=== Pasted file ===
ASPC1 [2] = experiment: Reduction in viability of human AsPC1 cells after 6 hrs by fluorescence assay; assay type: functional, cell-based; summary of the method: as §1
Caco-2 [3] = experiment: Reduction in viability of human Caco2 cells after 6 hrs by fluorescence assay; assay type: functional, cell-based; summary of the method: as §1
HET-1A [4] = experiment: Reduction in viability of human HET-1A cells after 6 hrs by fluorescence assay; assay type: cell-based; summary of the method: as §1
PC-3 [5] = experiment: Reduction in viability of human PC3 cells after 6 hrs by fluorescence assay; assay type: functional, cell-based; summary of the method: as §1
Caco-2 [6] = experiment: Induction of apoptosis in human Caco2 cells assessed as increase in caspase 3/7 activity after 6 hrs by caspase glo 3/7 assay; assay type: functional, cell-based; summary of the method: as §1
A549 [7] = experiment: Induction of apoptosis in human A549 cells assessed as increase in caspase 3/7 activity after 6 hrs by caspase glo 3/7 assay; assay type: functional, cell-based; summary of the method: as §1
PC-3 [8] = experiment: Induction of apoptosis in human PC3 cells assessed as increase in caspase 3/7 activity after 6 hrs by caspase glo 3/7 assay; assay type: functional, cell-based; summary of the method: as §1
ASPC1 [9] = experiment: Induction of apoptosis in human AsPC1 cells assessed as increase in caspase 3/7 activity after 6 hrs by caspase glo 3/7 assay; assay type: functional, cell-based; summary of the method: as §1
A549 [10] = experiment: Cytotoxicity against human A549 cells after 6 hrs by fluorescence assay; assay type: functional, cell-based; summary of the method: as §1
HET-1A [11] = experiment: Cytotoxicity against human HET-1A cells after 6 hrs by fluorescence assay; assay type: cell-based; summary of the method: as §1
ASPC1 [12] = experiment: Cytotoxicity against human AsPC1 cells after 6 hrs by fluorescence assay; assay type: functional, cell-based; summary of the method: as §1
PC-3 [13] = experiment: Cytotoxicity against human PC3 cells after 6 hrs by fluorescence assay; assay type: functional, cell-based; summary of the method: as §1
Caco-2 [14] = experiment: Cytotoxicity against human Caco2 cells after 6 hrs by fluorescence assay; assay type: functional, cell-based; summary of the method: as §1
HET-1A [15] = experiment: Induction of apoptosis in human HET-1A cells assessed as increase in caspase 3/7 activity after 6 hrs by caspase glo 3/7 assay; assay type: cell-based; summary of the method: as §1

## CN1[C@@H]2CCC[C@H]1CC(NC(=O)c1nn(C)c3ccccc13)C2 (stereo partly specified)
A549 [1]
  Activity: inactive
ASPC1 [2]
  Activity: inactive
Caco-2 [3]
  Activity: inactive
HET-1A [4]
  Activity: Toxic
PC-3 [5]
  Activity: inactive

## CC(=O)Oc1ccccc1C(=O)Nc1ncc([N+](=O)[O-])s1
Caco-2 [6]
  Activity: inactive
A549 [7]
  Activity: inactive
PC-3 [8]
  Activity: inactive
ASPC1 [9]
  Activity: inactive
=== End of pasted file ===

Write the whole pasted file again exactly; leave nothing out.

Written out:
ASPC1 [2] = experiment: Reduction in viability of human AsPC1 cells after 6 hrs by fluorescence assay; assay type: functional, cell-based; summary of the method: as §1
Caco-2 [3] = experiment: Reduction in viability of human Caco2 cells after 6 hrs by fluorescence assay; assay type: functional, cell-based; summary of the method: as §1
HET-1A [4] = experiment: Reduction in viability of human HET-1A cells after 6 hrs by fluorescence assay; assay type: cell-based; summary of the method: as §1
PC-3 [5] = experiment: Reduction in viability of human PC3 cells after 6 hrs by fluorescence assay; assay type: functional, cell-based; summary of the method: as §1
Caco-2 [6] = experiment: Induction of apoptosis in human Caco2 cells assessed as increase in caspase 3/7 activity after 6 hrs by caspase glo 3/7 assay; assay type: functional, cell-based; summary of the method: as §1
A549 [7] = experiment: Induction of apoptosis in human A549 cells assessed as increase in caspase 3/7 activity after 6 hrs by caspase glo 3/7 assay; assay type: functional, cell-based; summary of the method: as §1
PC-3 [8] = experiment: Induction of apoptosis in human PC3 cells assessed as increase in caspase 3/7 activity after 6 hrs by caspase glo 3/7 assay; assay type: functional, cell-based; summary of the method: as §1
ASPC1 [9] = experiment: Induction of apoptosis in human AsPC1 cells assessed as increase in caspase 3/7 activity after 6 hrs by caspase glo 3/7 assay; assay type: functional, cell-based; summary of the method: as §1
A549 [10] = experiment: Cytotoxicity against human A549 cells after 6 hrs by fluorescence assay; assay type: functional, cell-based; summary of the method: as §1
HET-1A [11] = experiment: Cytotoxicity against human HET-1A cells after 6 hrs by fluorescence assay; assay type: cell-based; summary of the method: as §1
ASPC1 [12] = experiment: Cytotoxicity against human AsPC1 cells after 6 hrs by fluorescence assay; assay type: functional, cell-based; summary of the method: as §1
PC-3 [13] = experiment: Cytotoxicity against human PC3 cells after 6 hrs by fluorescence assay; assay type: functional, cell-based; summary of the method: as §1
Caco-2 [14] = experiment: Cytotoxicity against human Caco2 cells after 6 hrs by fluorescence assay; assay type: functional, cell-based; summary of the method: as §1
HET-1A [15] = experiment: Induction of apoptosis in human HET-1A cells assessed as increase in caspase 3/7 activity after 6 hrs by caspase glo 3/7 assay; assay type: cell-based; summary of the method: as §1

## CN1[C@@H]2CCC[C@H]1CC(NC(=O)c1nn(C)c3ccccc13)C2 (stereo partly specified)
A549 [1]
  Activity: inactive
ASPC1 [2]
  Activity: inactive
Caco-2 [3]
  Activity: inactive
HET-1A [4]
  Activity: Toxic
PC-3 [5]
  Activity: inactive

## CC(=O)Oc1ccccc1C(=O)Nc1ncc([N+](=O)[O-])s1
Caco-2 [6]
  Activity: inactive
A549 [7]
  Activity: inactive
PC-3 [8]
  Activity: inactive
ASPC1 [9]
  Activity: inactive